We have all had days on the water when the fish refuse to bite no matter what technique or bait we toss their way. Keeping A Logbook will help keep you from scratching your head only to bring greater discomfort, and we convince ourselves to believe that it must just be a bad day on the water. You can reverse days such as these, a feat made possible by the art of patterning fish. However, before you can pattern, you must first learn to understand and record the information you gather on each outing.
Keeping records of your fishing adventures is not only fun but also will certainly increase your catches later. If there were, one thing that I would consider as a very important Fishing Factors™ to becoming a consistent angler it would be Keeping A Logbook. I have personally kept a Fishing Log from the very beginning of my fishing experiences. You will learn many things from keeping a Fishing Log such as, behaviors of bass, weather patterns and Feeding habits, structure preferred by bass and baitfish, lures and techniques to use under similar circumstances.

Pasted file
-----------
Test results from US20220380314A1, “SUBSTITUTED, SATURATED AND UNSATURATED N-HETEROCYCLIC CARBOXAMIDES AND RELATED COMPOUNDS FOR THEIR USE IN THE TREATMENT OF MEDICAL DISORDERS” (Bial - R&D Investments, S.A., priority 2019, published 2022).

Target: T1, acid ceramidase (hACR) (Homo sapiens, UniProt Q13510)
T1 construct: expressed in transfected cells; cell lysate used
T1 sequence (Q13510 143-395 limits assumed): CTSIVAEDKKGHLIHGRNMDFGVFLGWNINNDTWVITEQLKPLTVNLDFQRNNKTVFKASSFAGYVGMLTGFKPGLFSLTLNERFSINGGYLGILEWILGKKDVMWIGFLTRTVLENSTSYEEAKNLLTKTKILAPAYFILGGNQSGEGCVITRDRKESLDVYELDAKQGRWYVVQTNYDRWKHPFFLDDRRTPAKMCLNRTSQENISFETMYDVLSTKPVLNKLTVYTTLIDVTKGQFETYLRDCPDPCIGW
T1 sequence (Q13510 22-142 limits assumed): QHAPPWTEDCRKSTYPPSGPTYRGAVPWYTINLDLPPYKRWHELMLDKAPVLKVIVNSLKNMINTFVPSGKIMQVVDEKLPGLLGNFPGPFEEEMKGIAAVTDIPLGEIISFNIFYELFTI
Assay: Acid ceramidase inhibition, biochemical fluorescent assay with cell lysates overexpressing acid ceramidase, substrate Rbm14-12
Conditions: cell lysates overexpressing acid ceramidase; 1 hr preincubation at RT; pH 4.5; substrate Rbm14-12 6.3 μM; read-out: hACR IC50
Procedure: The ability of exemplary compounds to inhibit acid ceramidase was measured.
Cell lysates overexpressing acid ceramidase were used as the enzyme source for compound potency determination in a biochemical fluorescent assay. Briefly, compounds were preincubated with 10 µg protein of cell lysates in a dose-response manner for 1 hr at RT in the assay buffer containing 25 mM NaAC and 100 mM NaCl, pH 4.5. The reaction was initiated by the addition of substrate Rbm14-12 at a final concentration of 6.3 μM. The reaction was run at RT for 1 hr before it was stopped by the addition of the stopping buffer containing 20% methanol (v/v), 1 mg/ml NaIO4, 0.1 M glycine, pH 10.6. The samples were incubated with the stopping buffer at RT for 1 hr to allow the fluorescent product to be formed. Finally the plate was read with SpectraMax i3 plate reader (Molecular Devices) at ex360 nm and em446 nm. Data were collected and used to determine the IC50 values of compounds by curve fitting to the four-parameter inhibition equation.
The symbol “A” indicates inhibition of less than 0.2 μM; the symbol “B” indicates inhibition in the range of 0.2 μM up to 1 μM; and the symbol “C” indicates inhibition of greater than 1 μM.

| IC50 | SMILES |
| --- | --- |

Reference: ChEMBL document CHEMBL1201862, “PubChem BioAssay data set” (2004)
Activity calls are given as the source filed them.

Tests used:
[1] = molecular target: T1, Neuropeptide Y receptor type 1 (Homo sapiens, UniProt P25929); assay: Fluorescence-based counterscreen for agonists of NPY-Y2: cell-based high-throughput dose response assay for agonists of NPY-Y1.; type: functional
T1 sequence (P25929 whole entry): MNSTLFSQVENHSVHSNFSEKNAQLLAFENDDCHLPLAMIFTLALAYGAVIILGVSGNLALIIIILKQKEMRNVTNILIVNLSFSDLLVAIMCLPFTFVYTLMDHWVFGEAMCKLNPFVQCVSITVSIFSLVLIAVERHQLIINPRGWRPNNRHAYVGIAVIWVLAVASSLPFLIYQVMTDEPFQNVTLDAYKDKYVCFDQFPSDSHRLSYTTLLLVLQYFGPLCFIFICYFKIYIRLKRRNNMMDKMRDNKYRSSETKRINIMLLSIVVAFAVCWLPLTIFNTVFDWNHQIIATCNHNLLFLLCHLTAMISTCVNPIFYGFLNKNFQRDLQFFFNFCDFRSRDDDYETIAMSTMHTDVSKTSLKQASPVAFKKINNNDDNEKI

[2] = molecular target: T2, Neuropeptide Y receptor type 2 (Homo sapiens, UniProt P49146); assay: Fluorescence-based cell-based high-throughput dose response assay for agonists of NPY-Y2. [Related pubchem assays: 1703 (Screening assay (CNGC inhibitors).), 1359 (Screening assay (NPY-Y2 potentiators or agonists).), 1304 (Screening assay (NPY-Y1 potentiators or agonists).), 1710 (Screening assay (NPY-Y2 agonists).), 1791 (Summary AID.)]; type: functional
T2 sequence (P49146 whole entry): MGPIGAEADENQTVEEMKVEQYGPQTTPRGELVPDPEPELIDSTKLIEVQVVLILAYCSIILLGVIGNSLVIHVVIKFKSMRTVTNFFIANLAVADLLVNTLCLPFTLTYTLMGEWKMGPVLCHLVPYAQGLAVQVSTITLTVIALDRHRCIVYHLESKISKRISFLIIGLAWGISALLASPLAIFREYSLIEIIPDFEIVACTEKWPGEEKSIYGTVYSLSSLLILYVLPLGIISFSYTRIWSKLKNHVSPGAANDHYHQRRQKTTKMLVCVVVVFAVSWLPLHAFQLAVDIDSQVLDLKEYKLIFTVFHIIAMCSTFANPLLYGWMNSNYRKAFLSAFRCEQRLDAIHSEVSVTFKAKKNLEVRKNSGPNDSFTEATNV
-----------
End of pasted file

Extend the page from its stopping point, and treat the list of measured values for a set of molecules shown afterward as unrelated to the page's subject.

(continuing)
Does keeping a logbook Really Help?
Basically, a fishing log is a permanent record that outlines various criteria present during the catching of a fish. These conditions could include; water clarity, wind, water and air temperature, date and time, lure or bait, retrieve speed and structure. A fishing log can include as much or as little detail as you choose, but the more information you track, the more useful it ultimately becomes.
What actually happens to you as an angler keeping a fishing log is that you will learn to be a more consistent angler from your own fishing experiences. The many hours of trial and error on the water now become a wealth of knowledge that you will be able to draw from. Remember one thing though with keeping a fishing log, you need to be as detailed as possible. I find it important that I enter my fishing details in the log the evening of my outing. If you wait, you will be amazed at how much you forget. Enter every detail you can remember. In addition, if you can, draw sketches of that little sweet spot, or specific piece of underwater structure where the big one came from.
Another neat thing about fishing logs is the complete picture that they represent. Compare how many Largemouths you caught this year to previous years. How many hours total did you fish this season? Did your average per fish go up or down? Not only can a log hold informative data, it can also hold a wealth of fun.